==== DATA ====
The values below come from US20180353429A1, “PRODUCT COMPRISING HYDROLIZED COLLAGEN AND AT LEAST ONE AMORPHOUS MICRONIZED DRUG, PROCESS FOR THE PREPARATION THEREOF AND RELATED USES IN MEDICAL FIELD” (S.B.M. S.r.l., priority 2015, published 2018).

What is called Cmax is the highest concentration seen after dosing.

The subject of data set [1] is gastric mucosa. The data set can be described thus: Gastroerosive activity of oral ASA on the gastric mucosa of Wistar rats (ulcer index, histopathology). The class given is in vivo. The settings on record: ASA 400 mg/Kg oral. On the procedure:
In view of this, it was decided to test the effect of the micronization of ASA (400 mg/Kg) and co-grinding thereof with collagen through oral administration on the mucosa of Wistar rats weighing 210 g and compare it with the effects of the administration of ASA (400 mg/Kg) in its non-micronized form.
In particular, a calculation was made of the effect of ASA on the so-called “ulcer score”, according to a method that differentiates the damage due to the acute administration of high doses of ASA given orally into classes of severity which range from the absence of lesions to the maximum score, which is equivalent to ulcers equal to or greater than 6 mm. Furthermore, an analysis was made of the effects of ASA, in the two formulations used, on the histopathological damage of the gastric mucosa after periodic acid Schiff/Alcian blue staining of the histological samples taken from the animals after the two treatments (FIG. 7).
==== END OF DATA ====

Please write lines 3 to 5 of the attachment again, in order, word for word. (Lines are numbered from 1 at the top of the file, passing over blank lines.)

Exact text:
The subject of data set [1] is gastric mucosa. The data set can be described thus: Gastroerosive activity of oral ASA on the gastric mucosa of Wistar rats (ulcer index, histopathology). The class given is in vivo. The settings on record: ASA 400 mg/Kg oral. On the procedure:
In view of this, it was decided to test the effect of the micronization of ASA (400 mg/Kg) and co-grinding thereof with collagen through oral administration on the mucosa of Wistar rats weighing 210 g and compare it with the effects of the administration of ASA (400 mg/Kg) in its non-micronized form.
In particular, a calculation was made of the effect of ASA on the so-called “ulcer score”, according to a method that differentiates the damage due to the acute administration of high doses of ASA given orally into classes of severity which range from the absence of lesions to the maximum score, which is equivalent to ulcers equal to or greater than 6 mm. Furthermore, an analysis was made of the effects of ASA, in the two formulations used, on the histopathological damage of the gastric mucosa after periodic acid Schiff/Alcian blue staining of the histological samples taken from the animals after the two treatments (FIG. 7).